Praise for the previous edition:

    “The Economics of Contracts offers an excellent introduction to agency models. Written by one of the leading young researchers in contact theory, it is rigorous, clear, concise, and up-to-date. Researchers and students who want to learn about the economics of incentives will want to read this primer.”—Jean Tirole, Institut D'Économie Industrielle, Universite des Sciences Sociales, France

    “Students will find this a very useful introduction to the ideas of contract theory. Salanié has managed to summarize a large amount of material in a relatively short number of pages in a highly accessible and readable manner.”—Oliver Hart, Professor of Economics, Harvard University

    • Hardcover $47.00 £39.95
    • Paperback $35.00 £27.00
  • Microeconomics of Market Failures

    Microeconomics of Market Failures

    Bernard Salanié

    Bernard Salanié studies situations where competitive markets fail to achieve a collective optimum and the interventions used to remedy these so-called market failures.

    In this book Bernard Salanié studies situations where competitive markets fail to achieve a collective optimum and the interventions used to remedy these so-called market failures. He includes discussions of theories of collective decision making, as well as elementary models of public economics and industrial organization. Although public economics is traditionally defined as the positive and normative study of government action over the economy, Salanié confines himself to microeconomic aspects of welfare economics; he considers taxation and the effects of public spending only as potential remedies for market failures. He concludes with a discussion of the theory of general equilibrium in incomplete markets.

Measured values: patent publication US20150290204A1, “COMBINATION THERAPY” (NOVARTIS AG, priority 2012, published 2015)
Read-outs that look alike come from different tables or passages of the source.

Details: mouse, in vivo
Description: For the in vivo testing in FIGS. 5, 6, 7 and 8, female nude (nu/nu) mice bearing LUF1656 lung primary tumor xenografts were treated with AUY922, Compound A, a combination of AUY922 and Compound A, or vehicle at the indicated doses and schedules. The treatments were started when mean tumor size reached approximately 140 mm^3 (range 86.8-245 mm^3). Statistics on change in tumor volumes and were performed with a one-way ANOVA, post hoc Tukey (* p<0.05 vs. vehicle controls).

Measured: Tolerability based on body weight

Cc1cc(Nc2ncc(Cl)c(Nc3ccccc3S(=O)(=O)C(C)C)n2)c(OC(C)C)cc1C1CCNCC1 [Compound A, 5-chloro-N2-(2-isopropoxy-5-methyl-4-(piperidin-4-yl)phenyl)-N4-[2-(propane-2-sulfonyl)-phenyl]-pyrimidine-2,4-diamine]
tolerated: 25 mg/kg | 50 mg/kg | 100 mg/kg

• Hardcover $43.00 £29.95
    • Paperback $25.00 £20.00
  • The Economics of Contracts

    The Economics of Contracts

    A Primer

    Bernard Salanié

    Although it is one of the major achievements in the history of economic thought, the general equilibrium model is not completely satisfactory as a descriptive tool. In the 1970s several economists settled on a new way to study economic relationships that is often called the "economics of information." The theory of contracts is one of its main building blocks. The theory of contracts uses partial equilibrium models that take into account the full complexity of strategic interactions between privately informed agents in well-defined institutional settings. The models sum up the constraints imposed by the prevailing institutional setting through a contract, either explicit or implicit. They make intensive use of noncooperative game theory with asymmetric information. The Economics of Contracts introduces graduate students and nonspecialist professional economists to the theory of contracts. It grew out of a course Professor Salanié gave to third-year Stanford graduate students and third-year students at the Ecole Nationale de la Statistique et de l'Administration Economique. The book focuses on the methods used to analyze the models, but also discusses a few of the many applications the theory has generated in various fields of economics. The author's goal is to give readers the basic tools to create their own applications.

    • Hardcover $40.00